Friday, May 28, 2010

Chocolate Ice Cream

What do you do when you have a cup of cream and two cups of half & half that all expire today? Make ice cream of course! I decided to not go to the store and chance it that I had all the ingredients at home to make a simple chocolate ice cream based off this recipe from William Sonoma.

So I got home and happened to have a few minutes before dinner to whip up the custard. I scrounged the kitchen and found Baker's Semisweet Chocolate, a hazelnut IKEA chocolate bar, 5 eggs and the cream and half & half.

This ice cream is super creamy and very delicious and honestly I think you could do any variation on this and still make it great. I have to admit, I wasn't sure what would happen when I cut up the hazelnut bar and realized it had nuts in it and then used the bakers chocolate...but it all worked out! (you strain the custard so the nuts drop right out before you cool it.)

Chocolate Ice cream

1 C heavy whipping cream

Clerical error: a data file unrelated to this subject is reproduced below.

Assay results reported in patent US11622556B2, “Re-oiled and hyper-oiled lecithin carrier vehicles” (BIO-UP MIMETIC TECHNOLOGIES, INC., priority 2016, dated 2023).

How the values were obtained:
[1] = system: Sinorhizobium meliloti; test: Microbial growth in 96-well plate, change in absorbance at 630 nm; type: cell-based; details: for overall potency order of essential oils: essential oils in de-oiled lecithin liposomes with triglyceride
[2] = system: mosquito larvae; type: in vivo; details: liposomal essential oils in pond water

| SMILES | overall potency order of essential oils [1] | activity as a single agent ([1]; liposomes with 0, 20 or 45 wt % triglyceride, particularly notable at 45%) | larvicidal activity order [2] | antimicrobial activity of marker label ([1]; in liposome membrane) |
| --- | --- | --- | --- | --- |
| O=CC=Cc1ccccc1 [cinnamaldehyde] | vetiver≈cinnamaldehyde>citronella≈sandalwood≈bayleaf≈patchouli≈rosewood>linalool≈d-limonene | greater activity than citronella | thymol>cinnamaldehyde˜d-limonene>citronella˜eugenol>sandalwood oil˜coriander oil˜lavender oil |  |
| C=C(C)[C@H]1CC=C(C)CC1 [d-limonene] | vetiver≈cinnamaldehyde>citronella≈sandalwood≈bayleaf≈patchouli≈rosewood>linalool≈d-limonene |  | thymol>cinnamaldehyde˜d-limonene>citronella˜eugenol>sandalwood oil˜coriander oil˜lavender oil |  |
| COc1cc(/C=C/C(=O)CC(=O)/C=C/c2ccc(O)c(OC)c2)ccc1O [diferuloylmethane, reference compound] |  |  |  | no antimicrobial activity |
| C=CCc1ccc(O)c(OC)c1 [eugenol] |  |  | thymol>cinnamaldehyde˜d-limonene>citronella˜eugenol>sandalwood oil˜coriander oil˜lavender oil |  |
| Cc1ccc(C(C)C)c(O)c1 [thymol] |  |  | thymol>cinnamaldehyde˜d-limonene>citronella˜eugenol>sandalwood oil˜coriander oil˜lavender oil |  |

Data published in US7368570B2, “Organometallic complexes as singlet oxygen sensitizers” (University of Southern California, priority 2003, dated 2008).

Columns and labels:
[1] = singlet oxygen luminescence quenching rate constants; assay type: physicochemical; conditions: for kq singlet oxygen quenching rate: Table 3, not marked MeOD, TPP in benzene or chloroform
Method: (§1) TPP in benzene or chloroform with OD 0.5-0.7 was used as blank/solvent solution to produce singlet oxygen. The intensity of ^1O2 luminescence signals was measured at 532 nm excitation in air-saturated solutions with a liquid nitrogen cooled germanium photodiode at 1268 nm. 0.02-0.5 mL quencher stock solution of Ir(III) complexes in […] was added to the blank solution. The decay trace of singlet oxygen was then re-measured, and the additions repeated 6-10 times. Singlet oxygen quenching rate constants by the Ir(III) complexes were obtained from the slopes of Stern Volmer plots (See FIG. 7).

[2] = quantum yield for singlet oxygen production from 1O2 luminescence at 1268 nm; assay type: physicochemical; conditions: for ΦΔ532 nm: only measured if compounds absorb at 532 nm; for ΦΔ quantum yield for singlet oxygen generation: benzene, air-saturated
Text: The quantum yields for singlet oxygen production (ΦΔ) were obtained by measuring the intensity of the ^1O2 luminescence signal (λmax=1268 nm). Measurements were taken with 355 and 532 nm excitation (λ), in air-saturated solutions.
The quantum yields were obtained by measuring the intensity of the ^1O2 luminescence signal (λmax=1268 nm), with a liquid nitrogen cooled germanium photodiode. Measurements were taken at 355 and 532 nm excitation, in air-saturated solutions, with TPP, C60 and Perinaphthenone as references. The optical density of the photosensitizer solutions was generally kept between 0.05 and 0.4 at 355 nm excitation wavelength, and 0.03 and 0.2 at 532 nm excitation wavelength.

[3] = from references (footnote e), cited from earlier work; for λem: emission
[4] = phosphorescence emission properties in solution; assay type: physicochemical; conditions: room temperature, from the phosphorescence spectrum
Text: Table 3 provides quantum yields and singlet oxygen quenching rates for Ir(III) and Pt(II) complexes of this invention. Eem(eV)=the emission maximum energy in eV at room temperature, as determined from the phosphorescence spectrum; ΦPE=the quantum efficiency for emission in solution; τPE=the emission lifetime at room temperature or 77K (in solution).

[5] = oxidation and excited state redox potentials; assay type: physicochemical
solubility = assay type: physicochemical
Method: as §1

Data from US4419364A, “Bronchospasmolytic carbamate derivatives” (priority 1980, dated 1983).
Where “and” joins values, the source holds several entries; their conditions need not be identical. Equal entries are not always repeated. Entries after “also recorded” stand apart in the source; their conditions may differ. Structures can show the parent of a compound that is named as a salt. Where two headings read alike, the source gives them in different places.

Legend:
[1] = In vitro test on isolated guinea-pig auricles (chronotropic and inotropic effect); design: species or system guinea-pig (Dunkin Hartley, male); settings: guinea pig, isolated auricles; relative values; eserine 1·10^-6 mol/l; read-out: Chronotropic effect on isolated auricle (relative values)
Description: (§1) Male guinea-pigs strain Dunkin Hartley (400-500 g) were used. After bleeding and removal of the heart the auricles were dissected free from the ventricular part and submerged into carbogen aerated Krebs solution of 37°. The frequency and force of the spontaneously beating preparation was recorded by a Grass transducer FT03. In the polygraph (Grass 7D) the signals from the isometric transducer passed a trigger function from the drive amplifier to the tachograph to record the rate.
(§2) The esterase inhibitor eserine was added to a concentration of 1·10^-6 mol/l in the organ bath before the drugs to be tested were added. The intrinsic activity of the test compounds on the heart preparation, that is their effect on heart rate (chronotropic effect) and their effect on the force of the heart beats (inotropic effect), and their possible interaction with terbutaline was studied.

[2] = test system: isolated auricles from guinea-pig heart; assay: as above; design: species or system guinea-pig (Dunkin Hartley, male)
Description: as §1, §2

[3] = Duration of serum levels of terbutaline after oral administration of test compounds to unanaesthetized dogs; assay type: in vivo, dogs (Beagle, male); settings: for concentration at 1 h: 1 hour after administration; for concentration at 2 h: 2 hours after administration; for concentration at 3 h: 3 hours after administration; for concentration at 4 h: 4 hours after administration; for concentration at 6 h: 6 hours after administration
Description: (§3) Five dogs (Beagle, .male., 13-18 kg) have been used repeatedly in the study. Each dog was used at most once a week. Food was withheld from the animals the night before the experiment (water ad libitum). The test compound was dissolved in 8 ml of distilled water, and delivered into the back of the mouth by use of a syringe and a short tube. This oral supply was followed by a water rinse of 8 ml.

2 C half & half
1 C sugar
1 t vanilla
pinch of salt
3 oz Semi Sweet Bakers Chocolate
3.5 oz IKEA hazelnut bar
5 egg yolks

1. Heat cream and half & half in the top of a double boiler until bubbly on the sides or steaming. Meanwhile, chop chocolates into small pieces.
2. Whisk together egg yolks and sugar and salt in a separate bowl.
3. When the cream is hot, remove from heat and stir in chocolate until it melts, make sure it doesn't stick to the bottom.
4. Pour part of the hot chocolate cream liquid into the eggs and whisk. Then pour the whole thing back into the top of the double boiler and whisk, stir in vanilla.
5. Heat over simmering water 10-12 minutes stirring occasionally until you can scrape a finger across the spoon and liquid is thicker.
6. Meanwhile, make an ice bath. Strain the hot custard through a sieve into the bowl over the ice bath. Cool and stir for 30 minutes. Then, cover the custard and place in the fridge for 4 hours or until completely cool.
7. Later, freeze in an ice cream maker 20 minutes (or whatever it says for that machine). Transfer ice cream to a covered container and freeze until ready to serve.*

*This ice cream was ROCK HARD when I took it out 8 hours later, it could be that our freezer is ice cold--but just microwave it on the defrost setting for 30-60 seconds until scoopable.

Sunday, May 16, 2010

Vanilla Pudding and Lemon Cream Parfaits